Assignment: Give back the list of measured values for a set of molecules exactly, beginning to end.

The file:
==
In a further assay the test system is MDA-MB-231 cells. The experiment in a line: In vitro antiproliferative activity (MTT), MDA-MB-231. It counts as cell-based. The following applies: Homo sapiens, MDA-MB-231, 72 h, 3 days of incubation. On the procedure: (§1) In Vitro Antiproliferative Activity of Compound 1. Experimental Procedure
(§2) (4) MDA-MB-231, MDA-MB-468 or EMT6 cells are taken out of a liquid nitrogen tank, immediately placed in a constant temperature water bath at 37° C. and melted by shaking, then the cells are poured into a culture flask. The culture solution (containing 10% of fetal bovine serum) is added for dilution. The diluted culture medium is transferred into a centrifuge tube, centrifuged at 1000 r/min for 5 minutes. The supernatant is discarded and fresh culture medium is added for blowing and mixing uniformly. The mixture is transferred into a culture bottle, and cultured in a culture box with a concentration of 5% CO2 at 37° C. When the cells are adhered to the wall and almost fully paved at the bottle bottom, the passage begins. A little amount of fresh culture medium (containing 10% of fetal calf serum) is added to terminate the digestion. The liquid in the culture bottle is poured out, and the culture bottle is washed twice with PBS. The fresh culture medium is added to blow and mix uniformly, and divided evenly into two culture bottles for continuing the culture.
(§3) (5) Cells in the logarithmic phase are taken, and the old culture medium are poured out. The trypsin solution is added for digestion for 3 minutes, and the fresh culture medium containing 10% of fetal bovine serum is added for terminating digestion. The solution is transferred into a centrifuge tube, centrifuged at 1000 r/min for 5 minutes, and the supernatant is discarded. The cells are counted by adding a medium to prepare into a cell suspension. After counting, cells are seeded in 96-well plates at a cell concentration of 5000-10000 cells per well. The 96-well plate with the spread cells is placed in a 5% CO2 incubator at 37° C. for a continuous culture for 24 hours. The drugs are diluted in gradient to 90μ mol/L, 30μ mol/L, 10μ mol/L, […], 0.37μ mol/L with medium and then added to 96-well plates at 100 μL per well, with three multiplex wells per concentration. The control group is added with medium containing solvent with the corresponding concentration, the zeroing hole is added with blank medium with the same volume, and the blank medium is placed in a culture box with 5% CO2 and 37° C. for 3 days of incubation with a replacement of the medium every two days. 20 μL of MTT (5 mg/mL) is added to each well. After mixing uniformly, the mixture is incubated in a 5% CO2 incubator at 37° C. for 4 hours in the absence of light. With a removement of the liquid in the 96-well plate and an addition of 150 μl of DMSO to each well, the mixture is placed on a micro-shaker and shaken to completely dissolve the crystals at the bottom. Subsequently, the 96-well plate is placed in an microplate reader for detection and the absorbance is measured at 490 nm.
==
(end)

In a further assay the test system is MDA-MB-231 cells. The experiment in a line: In vitro antiproliferative activity (MTT), MDA-MB-231. It counts as cell-based. The following applies: Homo sapiens, MDA-MB-231, 72 h, 3 days of incubation. On the procedure: (§1) In Vitro Antiproliferative Activity of Compound 1. Experimental Procedure
(§2) (4) MDA-MB-231, MDA-MB-468 or EMT6 cells are taken out of a liquid nitrogen tank, immediately placed in a constant temperature water bath at 37° C. and melted by shaking, then the cells are poured into a culture flask. The culture solution (containing 10% of fetal bovine serum) is added for dilution. The diluted culture medium is transferred into a centrifuge tube, centrifuged at 1000 r/min for 5 minutes. The supernatant is discarded and fresh culture medium is added for blowing and mixing uniformly. The mixture is transferred into a culture bottle, and cultured in a culture box with a concentration of 5% CO2 at 37° C. When the cells are adhered to the wall and almost fully paved at the bottle bottom, the passage begins. A little amount of fresh culture medium (containing 10% of fetal calf serum) is added to terminate the digestion. The liquid in the culture bottle is poured out, and the culture bottle is washed twice with PBS. The fresh culture medium is added to blow and mix uniformly, and divided evenly into two culture bottles for continuing the culture.
(§3) (5) Cells in the logarithmic phase are taken, and the old culture medium are poured out. The trypsin solution is added for digestion for 3 minutes, and the fresh culture medium containing 10% of fetal bovine serum is added for terminating digestion. The solution is transferred into a centrifuge tube, centrifuged at 1000 r/min for 5 minutes, and the supernatant is discarded. The cells are counted by adding a medium to prepare into a cell suspension. After counting, cells are seeded in 96-well plates at a cell concentration of 5000-10000 cells per well. The 96-well plate with the spread cells is placed in a 5% CO2 incubator at 37° C. for a continuous culture for 24 hours. The drugs are diluted in gradient to 90μ mol/L, 30μ mol/L, 10μ mol/L, […], 0.37μ mol/L with medium and then added to 96-well plates at 100 μL per well, with three multiplex wells per concentration. The control group is added with medium containing solvent with the corresponding concentration, the zeroing hole is added with blank medium with the same volume, and the blank medium is placed in a culture box with 5% CO2 and 37° C. for 3 days of incubation with a replacement of the medium every two days. 20 μL of MTT (5 mg/mL) is added to each well. After mixing uniformly, the mixture is incubated in a 5% CO2 incubator at 37° C. for 4 hours in the absence of light. With a removement of the liquid in the 96-well plate and an addition of 150 μl of DMSO to each well, the mixture is placed on a micro-shaker and shaken to completely dissolve the crystals at the bottom. Subsequently, the 96-well plate is placed in an microplate reader for detection and the absorbance is measured at 490 nm.